It's Christmas, which means I should be making some sort of Christmas-themed post. Instead, I decided to relate a recent experience which made me think of gaming for some odd reason. I do say odd because only a serious nerd would focus on gaming while in the heart of what is commonly referred to as Sin City.
So I was in Vegas the past few days. The reason is unimportant, but in case you're curious, flights are more expensive than necessary around this time of year and hotels are cheap. It averages out in the end, I suppose. We stayed at the Luxor, a pyramid shaped casino with an Egyptian theme. Names shall not be given to protect the guilty. The Luxor is what I'd call middle-of-the-road as far as amenities go, which outside of Vegas would be pretty badass. In Vegas, it's middle-of-the-road. For $45 a night I wasn't complaining, especially considering my time spent in the room was nigh negligible. The beam of light emanating from the top of the pyramid, shooting off into space, a beacon of unadulterated ostentatiousness, provided a reference point which made getting back to the hotel a bit easier. Even a surly drunk can follow a billion candle power spotlight if necessary, and drunkenness did in fact transpire.
Let me say this first, then move on to the point of this post: I am not cheap. I am mostly Irish, but when you think cheap, that's Scottish. Don't lump us in with those guys. You CAN say I am thrifty, however, and I proudly admit it. The difference is easy to explain with an example. A cheap Scotsman would buy a bottle of Kentucky Deluxe, pour its contents into a flask, and proceed to take it wherever he went, ensuring his booze purchases were kept to a minimum. If he rant out swill bourbon, the Scotsman would simply stop drinking because he was cheap as hell. A thrifty gent, however, would instead purchase a better whisky (VO is my favorite), keep it in a flask to drink, and after depleting his flask acquire tall boys of PBR at convenience stores for $1.59 to keep the inebriation going. In either case, money spent is limited compared to the general populace, but the thrifty man will be drunk the entire time, thus in a much better mood. I am thrifty. Yes, I did buy many, many cans of beer for minimal amounts, carrying them from casino to casino as I travelled the strip. I aged a whole year in merely three days but it was glorious. The liver is a muscle and needs exercise; mine participated in the Olympics.
Given my general state during my stay (literally drunk from the time I got on the plane until I arrived back home...no exaggeration), you might think my perceptions are based purely on alcohol-infused delusions. That's possible, so if you come to different conclusions it simply proves empirical data is indeed as Locke described, thus interdependent upon numerous factors. In the context of rpg adventuring, however, I think my experiences bear out, especially given the predilection of adventuring-types to embrace alcoholism. Ale and whores, right? Vegas offers those things in spades (hah!).
Standing in front of casino on the new strip is a strange experience. The façade is inviting, a funnel of sorts, meant to draw you in. There is no normal sidewalk, parallel to the road. Instead, you traverse hundreds upon hundreds of feet of concrete, lavishly decorated, steering you toward the entrance (the old strip is quite different; after you get inside, however, it's pretty much the same). The doors are enormous and literally impossible to miss...there is no mistaking the way inside. After passing through lit archways, massive glass doors, polite doormen greeting you with smiles, the world becomes dim. Not quite night, definitely not day. On the verge of darkness, you're given the impression that it's almost time for bed, but not quite...not quite. Time passes by at a rate impossible to gauge. The dimness never decreases, nor increases, even in places that it should. Off to seek your fortune! Of course you entered the casino to find treasure, try your luck at a table or slot machine, but the the risk is extremely high compared to the reward. After wandering around, you find yourself lost, and it's nearly a hopeless task to determine the way you came in. Every single way out is guarded by monsters of various sorts, be they dealers or bartenders. After many losses and close calls the allure of treasure in greatly diminished and escape is required. You turn one way and go straight, but are intercepted with encounters impossible to avoid. Eventually, however, you make your way to the exit, using either wits or relying on luck. Unfortunately, somehow you end up in an adjacent casino, and the pattern repeats itself. After many tries, you end up outside and hour upon hour has passed. You have walked countless steps and your legs are about to give out. The bar at this casino looks a bit more inviting than the last so you sit down and order a drink. Putting your last few dollars into a video poker machine seems like a good idea to pass the time. A succubus engages in conversation, attempting to convince you that her services are required to pass the night. Somehow you wind up in your own bed, destitute and hungover when you finally awake.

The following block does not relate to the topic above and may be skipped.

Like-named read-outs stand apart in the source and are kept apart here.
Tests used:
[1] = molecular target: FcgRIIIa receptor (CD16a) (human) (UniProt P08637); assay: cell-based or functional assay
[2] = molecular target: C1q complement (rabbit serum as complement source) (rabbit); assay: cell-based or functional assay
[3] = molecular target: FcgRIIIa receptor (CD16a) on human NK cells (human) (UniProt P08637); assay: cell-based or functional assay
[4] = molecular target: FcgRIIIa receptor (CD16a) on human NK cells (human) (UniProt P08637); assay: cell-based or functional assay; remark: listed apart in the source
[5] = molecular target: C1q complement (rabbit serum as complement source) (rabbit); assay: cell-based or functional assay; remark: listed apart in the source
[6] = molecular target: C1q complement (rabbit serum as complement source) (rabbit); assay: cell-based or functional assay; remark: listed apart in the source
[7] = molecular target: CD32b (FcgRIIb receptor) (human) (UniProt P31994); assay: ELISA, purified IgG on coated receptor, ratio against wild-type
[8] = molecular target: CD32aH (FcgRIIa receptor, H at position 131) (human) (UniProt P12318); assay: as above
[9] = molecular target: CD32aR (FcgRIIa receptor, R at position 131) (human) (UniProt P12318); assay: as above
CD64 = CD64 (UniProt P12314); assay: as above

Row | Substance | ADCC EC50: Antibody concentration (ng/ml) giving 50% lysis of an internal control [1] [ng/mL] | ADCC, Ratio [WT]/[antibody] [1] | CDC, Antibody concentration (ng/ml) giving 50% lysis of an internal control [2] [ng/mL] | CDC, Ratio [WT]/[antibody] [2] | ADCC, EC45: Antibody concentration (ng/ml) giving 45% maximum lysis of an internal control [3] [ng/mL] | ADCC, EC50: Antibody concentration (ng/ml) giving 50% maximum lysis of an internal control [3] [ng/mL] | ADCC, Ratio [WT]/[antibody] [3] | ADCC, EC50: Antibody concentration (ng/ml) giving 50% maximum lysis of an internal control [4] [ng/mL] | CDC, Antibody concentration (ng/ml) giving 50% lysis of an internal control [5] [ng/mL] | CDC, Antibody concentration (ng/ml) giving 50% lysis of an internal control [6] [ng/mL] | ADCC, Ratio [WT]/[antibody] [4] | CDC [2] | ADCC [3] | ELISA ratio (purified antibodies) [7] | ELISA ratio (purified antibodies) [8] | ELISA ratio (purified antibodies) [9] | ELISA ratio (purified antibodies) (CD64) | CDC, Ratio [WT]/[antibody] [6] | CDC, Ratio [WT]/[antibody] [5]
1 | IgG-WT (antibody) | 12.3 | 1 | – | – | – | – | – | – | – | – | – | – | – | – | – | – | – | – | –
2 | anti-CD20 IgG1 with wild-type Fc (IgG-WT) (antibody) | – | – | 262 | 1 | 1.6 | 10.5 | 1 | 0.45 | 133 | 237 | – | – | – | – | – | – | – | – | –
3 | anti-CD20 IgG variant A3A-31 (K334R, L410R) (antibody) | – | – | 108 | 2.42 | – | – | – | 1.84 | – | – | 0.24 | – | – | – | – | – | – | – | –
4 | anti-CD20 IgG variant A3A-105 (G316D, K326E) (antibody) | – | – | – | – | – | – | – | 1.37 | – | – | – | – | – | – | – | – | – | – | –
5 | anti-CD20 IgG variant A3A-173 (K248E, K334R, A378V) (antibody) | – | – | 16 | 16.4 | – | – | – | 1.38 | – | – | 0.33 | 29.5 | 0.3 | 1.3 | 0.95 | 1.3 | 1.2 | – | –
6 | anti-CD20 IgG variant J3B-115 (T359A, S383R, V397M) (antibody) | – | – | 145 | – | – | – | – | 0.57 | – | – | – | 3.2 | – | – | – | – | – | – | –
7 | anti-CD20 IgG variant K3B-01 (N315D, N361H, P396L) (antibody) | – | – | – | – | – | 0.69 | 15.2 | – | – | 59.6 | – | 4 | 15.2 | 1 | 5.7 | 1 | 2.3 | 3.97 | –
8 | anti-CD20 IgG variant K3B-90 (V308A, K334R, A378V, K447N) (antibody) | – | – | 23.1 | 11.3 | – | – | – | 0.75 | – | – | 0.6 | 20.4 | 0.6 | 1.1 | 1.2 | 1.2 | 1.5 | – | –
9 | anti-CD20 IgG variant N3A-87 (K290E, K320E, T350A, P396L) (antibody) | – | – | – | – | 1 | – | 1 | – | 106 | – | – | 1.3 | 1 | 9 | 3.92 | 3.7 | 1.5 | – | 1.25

Las Vegas casinos are real world dungeons, fraught with genuine dangers. During my recent adventures, I leveled up and engaged in some Conan-like debauchery. The spoils of war are best wasted after victory, barbarian style. In my opinion, anyone who thinks gold pieces are a terrible way to determine experience points needs to plan a trip soon.